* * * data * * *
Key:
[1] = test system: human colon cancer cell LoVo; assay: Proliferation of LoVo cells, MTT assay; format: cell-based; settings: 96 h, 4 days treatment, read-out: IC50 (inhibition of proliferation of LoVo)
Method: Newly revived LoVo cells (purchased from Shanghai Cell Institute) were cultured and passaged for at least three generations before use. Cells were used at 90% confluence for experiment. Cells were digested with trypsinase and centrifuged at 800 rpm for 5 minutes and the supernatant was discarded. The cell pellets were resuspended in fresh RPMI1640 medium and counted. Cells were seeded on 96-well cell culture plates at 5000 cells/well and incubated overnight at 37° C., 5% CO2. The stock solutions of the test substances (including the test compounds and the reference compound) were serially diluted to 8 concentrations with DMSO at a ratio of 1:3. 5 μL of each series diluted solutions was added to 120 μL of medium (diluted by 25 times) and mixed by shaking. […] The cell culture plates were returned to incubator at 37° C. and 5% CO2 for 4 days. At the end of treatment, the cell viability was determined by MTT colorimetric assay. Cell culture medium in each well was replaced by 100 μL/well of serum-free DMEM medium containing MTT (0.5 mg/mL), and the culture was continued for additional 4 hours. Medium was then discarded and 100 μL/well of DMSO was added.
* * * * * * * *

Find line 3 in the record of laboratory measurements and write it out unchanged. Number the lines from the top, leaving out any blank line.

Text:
Method: Newly revived LoVo cells (purchased from Shanghai Cell Institute) were cultured and passaged for at least three generations before use. Cells were used at 90% confluence for experiment. Cells were digested with trypsinase and centrifuged at 800 rpm for 5 minutes and the supernatant was discarded. The cell pellets were resuspended in fresh RPMI1640 medium and counted. Cells were seeded on 96-well cell culture plates at 5000 cells/well and incubated overnight at 37° C., 5% CO2. The stock solutions of the test substances (including the test compounds and the reference compound) were serially diluted to 8 concentrations with DMSO at a ratio of 1:3. 5 μL of each series diluted solutions was added to 120 μL of medium (diluted by 25 times) and mixed by shaking. […] The cell culture plates were returned to incubator at 37° C. and 5% CO2 for 4 days. At the end of treatment, the cell viability was determined by MTT colorimetric assay. Cell culture medium in each well was replaced by 100 μL/well of serum-free DMEM medium containing MTT (0.5 mg/mL), and the culture was continued for additional 4 hours. Medium was then discarded and 100 μL/well of DMSO was added.